The Fed wants to bring inflation down to 2%. But why not 3%? Or 5%?
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Stocks took a beating Thursday, pretty much across the board. The nosedive stemmed, in part, from fears that the Federal Reserve will keep interest rates higher in 2023 than investors would like, risking a recession and potentially pulverizing corporate profits.
“We anticipate,” Fed Chair Jay Powell said during his news conference Wednesday, “that ongoing increases in the target range for the federal funds rate will be appropriate in order to attain a stance of monetary policy that is sufficiently restrictive to return inflation to 2% over time.”
In other words, we’re keeping rates high until we see annual inflation headed down toward 2%, the Fed’s longstanding target.
Economists mostly agree that double-digit inflation is bad, and deflation is a symptom of a crashing economy. But 2% specifically? That number doesn’t come from some elaborate equation Milton Friedman or Alan Greenspan came up with. It doesn’t even come from the U.S.
“So, starting in 1990, New Zealand moved to becoming the first inflation-targeting country,” said Julie Smith, an economist at Lafayette College.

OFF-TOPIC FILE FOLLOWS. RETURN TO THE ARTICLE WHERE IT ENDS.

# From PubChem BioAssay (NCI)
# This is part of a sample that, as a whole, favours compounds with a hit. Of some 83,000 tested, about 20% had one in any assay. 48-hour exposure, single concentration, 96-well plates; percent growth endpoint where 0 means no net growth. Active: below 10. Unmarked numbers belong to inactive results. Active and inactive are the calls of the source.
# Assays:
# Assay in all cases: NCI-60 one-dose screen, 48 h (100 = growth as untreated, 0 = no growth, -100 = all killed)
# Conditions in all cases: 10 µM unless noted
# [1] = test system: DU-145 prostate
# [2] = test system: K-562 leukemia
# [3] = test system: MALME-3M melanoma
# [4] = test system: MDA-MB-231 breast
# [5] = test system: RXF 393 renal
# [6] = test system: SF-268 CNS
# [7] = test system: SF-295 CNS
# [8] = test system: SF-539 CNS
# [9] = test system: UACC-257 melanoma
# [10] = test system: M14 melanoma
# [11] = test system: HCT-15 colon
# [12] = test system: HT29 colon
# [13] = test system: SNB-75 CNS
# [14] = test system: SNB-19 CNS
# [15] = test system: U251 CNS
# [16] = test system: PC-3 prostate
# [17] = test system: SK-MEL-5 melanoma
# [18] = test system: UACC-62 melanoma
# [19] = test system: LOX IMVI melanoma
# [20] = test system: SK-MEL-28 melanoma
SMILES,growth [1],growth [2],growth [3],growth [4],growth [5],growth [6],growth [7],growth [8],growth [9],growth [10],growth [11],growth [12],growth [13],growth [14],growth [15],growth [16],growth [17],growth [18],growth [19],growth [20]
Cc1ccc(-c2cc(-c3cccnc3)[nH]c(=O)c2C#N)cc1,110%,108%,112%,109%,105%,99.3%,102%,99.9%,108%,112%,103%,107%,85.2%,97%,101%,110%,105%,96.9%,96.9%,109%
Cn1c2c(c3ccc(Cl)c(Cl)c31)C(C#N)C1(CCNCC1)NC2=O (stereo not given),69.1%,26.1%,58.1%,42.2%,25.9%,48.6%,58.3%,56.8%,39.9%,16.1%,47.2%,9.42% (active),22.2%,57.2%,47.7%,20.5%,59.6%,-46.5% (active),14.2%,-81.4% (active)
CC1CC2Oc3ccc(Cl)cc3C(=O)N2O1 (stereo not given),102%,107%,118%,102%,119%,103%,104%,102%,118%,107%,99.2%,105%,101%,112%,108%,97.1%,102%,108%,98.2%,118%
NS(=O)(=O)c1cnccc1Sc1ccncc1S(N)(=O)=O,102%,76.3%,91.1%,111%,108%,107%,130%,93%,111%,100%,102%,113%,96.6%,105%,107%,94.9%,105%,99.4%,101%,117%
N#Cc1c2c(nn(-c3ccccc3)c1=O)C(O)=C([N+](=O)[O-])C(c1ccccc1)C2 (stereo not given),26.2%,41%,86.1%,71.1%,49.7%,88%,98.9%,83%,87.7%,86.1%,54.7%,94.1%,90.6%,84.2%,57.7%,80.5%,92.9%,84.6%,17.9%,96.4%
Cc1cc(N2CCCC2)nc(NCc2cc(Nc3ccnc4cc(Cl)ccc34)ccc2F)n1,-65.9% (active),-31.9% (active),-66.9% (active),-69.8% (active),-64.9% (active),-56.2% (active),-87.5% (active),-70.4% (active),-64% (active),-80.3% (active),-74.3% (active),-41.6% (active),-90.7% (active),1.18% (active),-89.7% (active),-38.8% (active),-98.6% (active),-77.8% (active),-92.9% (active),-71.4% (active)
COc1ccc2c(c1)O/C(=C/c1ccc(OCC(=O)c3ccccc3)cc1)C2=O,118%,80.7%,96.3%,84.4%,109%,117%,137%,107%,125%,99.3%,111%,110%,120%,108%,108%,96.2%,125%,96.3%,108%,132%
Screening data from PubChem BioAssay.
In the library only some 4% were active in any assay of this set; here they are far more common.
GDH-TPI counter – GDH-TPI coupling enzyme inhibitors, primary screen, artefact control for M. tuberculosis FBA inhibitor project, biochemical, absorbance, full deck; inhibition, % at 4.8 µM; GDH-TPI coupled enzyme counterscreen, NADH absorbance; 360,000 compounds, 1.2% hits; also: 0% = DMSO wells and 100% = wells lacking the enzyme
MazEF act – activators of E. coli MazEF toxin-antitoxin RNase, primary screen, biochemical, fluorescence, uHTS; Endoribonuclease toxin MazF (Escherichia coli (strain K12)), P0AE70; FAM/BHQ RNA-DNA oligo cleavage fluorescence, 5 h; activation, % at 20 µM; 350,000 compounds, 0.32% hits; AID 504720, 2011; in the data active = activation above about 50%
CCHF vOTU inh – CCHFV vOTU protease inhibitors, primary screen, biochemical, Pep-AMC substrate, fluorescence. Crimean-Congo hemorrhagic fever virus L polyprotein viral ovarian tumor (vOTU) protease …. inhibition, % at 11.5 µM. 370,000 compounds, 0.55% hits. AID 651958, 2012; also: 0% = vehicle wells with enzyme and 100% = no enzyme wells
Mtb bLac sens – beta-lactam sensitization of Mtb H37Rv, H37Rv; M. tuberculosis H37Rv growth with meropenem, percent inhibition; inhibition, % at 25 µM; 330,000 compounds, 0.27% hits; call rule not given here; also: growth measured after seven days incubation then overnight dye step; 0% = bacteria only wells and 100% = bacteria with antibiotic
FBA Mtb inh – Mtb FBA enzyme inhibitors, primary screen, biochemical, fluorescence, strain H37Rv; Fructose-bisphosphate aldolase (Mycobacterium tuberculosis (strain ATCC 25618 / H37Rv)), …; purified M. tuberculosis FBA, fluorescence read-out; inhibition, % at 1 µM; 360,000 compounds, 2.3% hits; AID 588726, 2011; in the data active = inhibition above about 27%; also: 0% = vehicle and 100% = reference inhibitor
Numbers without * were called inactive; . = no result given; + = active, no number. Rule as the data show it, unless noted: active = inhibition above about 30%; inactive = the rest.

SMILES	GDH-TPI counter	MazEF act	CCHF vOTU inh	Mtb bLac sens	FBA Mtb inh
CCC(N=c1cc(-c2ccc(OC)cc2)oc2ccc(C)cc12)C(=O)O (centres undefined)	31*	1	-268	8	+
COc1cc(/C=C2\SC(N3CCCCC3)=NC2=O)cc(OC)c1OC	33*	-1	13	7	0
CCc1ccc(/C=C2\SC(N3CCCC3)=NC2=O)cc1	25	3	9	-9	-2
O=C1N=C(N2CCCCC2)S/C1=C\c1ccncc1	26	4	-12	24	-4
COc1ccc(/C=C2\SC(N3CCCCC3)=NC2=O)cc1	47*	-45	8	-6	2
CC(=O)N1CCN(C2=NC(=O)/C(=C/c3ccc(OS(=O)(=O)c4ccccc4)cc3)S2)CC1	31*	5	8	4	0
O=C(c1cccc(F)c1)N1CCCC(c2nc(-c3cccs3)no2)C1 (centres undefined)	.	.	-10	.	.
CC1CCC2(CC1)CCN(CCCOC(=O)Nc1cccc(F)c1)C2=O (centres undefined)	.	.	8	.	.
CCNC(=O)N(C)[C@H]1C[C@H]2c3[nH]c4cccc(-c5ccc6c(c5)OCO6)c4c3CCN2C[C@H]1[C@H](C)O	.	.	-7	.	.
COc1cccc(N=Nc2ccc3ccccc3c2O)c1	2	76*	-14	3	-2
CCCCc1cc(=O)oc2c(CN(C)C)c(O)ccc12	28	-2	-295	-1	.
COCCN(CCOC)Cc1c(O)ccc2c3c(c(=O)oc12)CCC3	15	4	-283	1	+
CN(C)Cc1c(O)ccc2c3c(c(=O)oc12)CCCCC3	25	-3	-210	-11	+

New Zealand’s central bank basically said, “Let’s go for around 2%.” And then the New Zealand economy did really well.
So central banks around the world thought about trying the same thing. But correlation is not causation.
“The evidence in the empirical literature is somewhat mixed on whether or not having a 2% inflation target will actually lead to economic growth,” Smith said.
The Fed announced it was officially targeting 2% in 2012, under Chair Ben Bernanke. Backing off that number now would send exactly the wrong message at exactly the wrong time, according to former Fed economist Ann Owen, now a professor at Hamilton College.
“If they keep changing their goals, it’s very difficult for people to form consistent inflation expectations,” she said.
If Jay Powell came out and said, ‘You know what, we’re good with 4%,” people would think he was losing the inflation fight — which would only fuel more inflation.
But there’s an obvious trade-off to get to 2%, said economist Skanda Amarnath with Employ America: “They’re willing to risk much larger job losses. We’re talking about millions of people here.”
Remember, the Fed has a dual mandate — keeping inflation in check and full employment. And those mandates are in conflict.
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